Risk of Over Vaccinating
Pet vaccines help save the lives of hundreds of thousands of animals each year. Just like those used to immunize humans, pet vaccines work by triggering the production of antibodies to particular pathogens which in turn provide protection if and when being exposed to the actual disease. Due to the widespread vaccination of pets against some of the most dangerous bacteria, viruses and fungi, many once very common and often fatal diseases have now all but disappeared. According to recent reports, however, many conditions are no longer as rare as they used to be just a decade ago. This is due to several reasons including the so-called over vaccination controversy which has led to a growing number of pet owners choosing not to vaccinate their dogs and cats.
Pet Vaccines Not Completely Harmless
The benefits of pet vaccines by far outweigh the risks. They provide protection against very serious and potentially fatal infections and conditions. And besides protecting dogs and cats, pet vaccines are also protecting their owners and help improve public health because some diseases such as rabies are not only a major health concern for animals but for people too.
Side effects are not impossible but first of all, they are very rare and second, they are usually mild – diarrhea, loss of appetite, swelling at the site of injection and fever. Unfortunately, more serious side effects are possible as well including anaphylaxis, a rare but very severe allergic reaction which develops almost immediately after receiving the shot.
Despite the risks mentioned above, the overwhelming majority of experts agree that all dogs and cats should receive core vaccines or vaccines for which there is a universal agreement that they are vital for pets’ health. In addition to core vaccines, there are also the so-called non-core vaccines but they are not recommended for all pets. Instead, they are recommended for dogs and cats that are at risk of a particular disease/condition due to their lifestyle or location, or both. An example of this is the rattlesnake vaccine. Those that live in rattlesnake territory are advised to keep that vaccine up to date, while others who live away from them (urban areas) have no need for it.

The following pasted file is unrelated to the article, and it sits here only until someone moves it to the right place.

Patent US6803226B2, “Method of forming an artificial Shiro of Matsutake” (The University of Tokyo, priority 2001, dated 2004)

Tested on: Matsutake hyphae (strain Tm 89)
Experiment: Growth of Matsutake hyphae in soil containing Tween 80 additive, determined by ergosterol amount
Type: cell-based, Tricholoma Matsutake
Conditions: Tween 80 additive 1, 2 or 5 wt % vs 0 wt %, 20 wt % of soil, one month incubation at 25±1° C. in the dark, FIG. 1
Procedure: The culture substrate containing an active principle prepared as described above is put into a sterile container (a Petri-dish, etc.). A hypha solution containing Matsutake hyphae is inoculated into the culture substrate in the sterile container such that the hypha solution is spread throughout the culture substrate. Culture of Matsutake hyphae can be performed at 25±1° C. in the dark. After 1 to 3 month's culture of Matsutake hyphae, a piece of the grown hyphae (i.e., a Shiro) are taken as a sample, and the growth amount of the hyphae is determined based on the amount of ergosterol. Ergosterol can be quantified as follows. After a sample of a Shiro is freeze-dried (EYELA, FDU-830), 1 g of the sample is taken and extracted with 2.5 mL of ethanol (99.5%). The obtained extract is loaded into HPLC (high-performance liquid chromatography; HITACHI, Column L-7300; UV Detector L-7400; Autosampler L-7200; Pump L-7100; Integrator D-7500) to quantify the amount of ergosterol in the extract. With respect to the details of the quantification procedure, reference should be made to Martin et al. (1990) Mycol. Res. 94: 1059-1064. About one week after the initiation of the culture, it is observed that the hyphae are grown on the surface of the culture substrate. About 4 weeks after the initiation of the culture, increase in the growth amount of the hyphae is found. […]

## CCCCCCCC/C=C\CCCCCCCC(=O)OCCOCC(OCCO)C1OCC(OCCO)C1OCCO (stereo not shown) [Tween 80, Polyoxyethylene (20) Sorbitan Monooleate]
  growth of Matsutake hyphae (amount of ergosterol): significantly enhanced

Though side effects, especially severe reactions are very rare, most experts agree that the low percentage of a reaction is worth protecting your pet from a number of other issues. According to most experts, too many vaccines are an “attack” on the immune system which can negatively affect the pet’s health. For the very same reason, many recommend against blanket annual vaccines, since some vaccines are annual but some are every three years. Your vet will know which is which.
To make sure that your pet receives all the vaccines he/she needs and avoid the risk of over vaccinating at the same time, you are advised to ask your vet to help you understand both the benefits and risks of particular vaccines, which vaccines are recommended for your pet, which are not necessary, and how often should your pet get his/her shots.